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I want my afternoons back!

post #1 of 12
Thread Starter 
My cats have severe hunger issues. Every day (if I am there), around 3PM, Kjartan (the fat one), starts yowling for food non-stop. Normal dinner time is 6PM. He is incredibly pushy and aggressive, not to mention annoying. At most I can get a minute or two of respite by menacing him with the sprayer. Around 4:30 Zeno joins in and adds naughty behavior to the yowling (destruction of plants and jumping on things he isn't supposed to, behavior he doesn't engage in any other time of the day, except for before breakfast).

The yowling builds, and the cats stalk me, raising the noise level and activity any time I make a move in the general direction of the food dish. Also after 5 the annoying yowl n' destroy fest builds.

I always feed them at the same time, and NEVER deviate from this unless I am gone (which is infrequent), so I don't encourage this behaviour. All I can figure out is that by now they thing that they won't get fed unless they act up for three straight hours.

I find myself working late just to avoid my cats, not coming home until it's dinnertime. When I am at home, the only way I can get a moment's peace is by reading, surfing the web, or sleeping/pretending to sleep, and even then, any slightest move I make that could possibly be construed as a move towards the food bowls sets off a chorus again.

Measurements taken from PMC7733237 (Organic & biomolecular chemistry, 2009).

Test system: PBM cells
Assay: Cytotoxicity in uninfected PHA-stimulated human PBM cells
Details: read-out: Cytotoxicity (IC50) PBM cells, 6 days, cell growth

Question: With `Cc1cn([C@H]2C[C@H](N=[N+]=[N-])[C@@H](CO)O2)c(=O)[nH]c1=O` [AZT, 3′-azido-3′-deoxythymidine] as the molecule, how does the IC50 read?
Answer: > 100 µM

Can somebody please give me some advice to help me try and get my afternoons back? (They do the same thing in the morning, and I can only get some sleep with earplugs)
post #2 of 12
Perhaps you could try playing with them, toys like DaBird are great. Gives them something to do to distract from yowling.
post #3 of 12
I don't have the experience to give sound advice. Just had a thought that I would contribute.....you never know when something might work.

Is it possible to change the behavior by changing your feeding routine. Maybe change your feeding schedule to a small meal (enough to pasify the hunger protest) right when you get home and before the whining starts. That way they aren't associating getting food with what they have done like whining and bad behavior. Then feed the rest of the meal later before bedtime and before they have a chance to protest. Idea is to take away the protest before it starts and so the protest will not be associated with food. Hope some of this makes sense. Good luck.
post #4 of 12
I have two cats that would aggressively follows me around until fed.They would attack me early in the morning, too. I found a solution to my problem by feeding them twice in the morning and twice at night. I feed them half of a 3 oz can at 4am and the other half at 8am. At night , I feed 4pm and 8pm. We seem to have made peace for now until they find something new to complain about.
post #5 of 12
Quote:
Originally Posted by Catfur View Post